Liberalism, Realism, Liberalism And Constructivism: The Development Of Foreign Policy

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A foreign policy is a set of political goals that outline in detail how a particular country will interact with other countries of the world. Foreign policies generally are designed to help protect a country's national interests, national security, ideological goals, and economic prosperity. Foreign policies usually consist of strategies to put forth a nation’s self interest with the sole purpose of achieving its goals. The development of foreign policy is influenced by domestic considerations, the policy or behaviour of other nations or plans to advance specific geopolitical designs. According to Paddleford and Lincoln, "fundamentally, foreign policy has its roots in the unique historical backgrounds, political institutions, traditions,…show more content…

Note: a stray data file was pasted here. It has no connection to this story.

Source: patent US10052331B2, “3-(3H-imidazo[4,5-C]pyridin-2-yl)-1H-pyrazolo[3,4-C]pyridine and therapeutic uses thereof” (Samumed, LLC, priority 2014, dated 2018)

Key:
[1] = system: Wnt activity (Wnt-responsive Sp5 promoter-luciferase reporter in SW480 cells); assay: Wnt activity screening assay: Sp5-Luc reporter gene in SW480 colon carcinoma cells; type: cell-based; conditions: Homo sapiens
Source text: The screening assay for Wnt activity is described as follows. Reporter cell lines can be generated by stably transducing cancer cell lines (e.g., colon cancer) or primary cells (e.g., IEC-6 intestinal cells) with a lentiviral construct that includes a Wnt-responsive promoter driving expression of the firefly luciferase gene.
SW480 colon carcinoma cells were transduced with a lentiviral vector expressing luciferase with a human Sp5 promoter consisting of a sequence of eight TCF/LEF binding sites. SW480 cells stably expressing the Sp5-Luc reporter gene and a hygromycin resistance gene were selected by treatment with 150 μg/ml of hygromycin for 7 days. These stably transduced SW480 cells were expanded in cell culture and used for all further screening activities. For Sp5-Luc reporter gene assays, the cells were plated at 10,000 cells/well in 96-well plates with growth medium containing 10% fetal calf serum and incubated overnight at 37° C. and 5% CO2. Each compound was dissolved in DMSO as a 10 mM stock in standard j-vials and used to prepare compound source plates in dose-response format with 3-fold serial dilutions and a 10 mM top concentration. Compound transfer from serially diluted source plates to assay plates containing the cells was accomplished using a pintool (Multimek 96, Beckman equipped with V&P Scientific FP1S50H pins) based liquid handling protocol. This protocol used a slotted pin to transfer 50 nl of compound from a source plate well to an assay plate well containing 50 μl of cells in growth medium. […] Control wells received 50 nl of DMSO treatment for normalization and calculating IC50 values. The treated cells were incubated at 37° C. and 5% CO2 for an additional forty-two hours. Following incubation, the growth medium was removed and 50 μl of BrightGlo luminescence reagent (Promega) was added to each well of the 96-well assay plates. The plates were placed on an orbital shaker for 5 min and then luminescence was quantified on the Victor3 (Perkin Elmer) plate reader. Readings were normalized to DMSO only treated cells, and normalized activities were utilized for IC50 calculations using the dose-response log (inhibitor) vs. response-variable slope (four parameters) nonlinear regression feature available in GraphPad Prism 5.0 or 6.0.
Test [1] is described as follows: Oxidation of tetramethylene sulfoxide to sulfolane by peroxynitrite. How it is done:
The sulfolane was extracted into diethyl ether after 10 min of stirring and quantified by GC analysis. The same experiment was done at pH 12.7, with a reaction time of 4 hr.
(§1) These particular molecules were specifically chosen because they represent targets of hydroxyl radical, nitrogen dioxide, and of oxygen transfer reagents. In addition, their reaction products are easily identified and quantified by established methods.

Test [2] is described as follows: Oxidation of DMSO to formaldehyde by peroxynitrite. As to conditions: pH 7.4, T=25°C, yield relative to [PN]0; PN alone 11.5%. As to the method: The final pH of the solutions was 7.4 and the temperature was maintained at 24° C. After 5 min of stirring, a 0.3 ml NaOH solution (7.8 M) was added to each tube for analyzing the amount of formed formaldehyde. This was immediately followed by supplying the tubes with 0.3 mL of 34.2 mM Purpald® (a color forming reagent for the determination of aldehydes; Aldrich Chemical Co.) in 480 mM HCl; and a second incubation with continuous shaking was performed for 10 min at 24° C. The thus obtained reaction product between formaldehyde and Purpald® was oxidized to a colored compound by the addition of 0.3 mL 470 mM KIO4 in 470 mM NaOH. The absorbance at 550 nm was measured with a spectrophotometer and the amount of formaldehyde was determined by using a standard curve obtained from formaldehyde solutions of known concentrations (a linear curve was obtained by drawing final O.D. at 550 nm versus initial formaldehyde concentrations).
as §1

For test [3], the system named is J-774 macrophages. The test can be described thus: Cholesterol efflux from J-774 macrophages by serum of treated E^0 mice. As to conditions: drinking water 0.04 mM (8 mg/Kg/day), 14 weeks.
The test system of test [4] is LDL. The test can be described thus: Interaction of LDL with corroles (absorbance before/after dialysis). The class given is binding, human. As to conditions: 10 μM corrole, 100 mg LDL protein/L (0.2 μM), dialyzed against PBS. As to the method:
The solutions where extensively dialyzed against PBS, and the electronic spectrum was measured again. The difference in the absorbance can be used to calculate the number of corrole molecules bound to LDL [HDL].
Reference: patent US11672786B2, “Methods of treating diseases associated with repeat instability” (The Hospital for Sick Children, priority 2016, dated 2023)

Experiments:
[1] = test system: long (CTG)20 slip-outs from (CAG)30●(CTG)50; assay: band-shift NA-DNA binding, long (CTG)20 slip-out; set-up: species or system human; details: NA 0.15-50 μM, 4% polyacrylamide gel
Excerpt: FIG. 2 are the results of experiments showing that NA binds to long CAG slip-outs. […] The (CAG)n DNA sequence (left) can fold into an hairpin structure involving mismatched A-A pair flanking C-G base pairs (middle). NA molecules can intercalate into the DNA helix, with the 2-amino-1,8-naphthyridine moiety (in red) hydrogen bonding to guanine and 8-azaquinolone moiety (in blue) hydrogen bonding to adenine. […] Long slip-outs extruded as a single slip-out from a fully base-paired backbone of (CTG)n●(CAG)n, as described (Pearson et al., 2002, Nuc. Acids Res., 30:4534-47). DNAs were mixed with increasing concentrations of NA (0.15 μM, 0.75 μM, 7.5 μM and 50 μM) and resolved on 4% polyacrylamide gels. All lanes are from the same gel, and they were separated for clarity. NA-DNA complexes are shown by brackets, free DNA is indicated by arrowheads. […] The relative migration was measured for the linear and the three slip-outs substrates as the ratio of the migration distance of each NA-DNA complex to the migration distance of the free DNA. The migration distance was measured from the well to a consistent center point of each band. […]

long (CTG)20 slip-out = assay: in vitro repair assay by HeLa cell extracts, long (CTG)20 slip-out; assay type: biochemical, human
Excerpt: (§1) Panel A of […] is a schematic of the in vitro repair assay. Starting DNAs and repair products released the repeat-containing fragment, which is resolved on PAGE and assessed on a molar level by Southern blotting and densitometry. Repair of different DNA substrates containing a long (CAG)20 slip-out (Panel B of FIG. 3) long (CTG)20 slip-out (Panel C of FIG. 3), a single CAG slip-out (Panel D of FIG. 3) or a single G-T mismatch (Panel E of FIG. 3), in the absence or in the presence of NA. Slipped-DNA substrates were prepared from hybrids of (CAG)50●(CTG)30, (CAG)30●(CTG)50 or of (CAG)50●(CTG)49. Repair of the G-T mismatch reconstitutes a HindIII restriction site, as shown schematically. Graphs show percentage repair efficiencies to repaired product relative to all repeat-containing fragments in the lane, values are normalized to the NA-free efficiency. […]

The three most prominent theories are realism, liberalism and constructivism. Behravesh (2011) as a form of “reflectivist” critique of the scientific approach to the study of social sciences, constructivism was initially developed as a mostly interpretive metatheory, stemming from the works of such philosophers as Wilhelm Dilthey, Ludwig Wittgenstein, and R. G. Collingwood. Hence, the central argument about constructivism, according to Adler, relates not to the theoretical clash between science and literary interpretation or stories, but to the nature of social science itself and therefore, the discipline of International Relations.” While systemic theorizing in international relations, in the form of balance-of-power theory, is centuries old, the theoretical complexities and empirical challenges of the scientific study of international systems are exceptionally daunting. Accordingly, very few attempts at a logically coherent, empirically supported systemic theory have been made, and far fewer are seen as unproblematic. Certainly no single model has achieved the degree of consensus that the Copernican model has in
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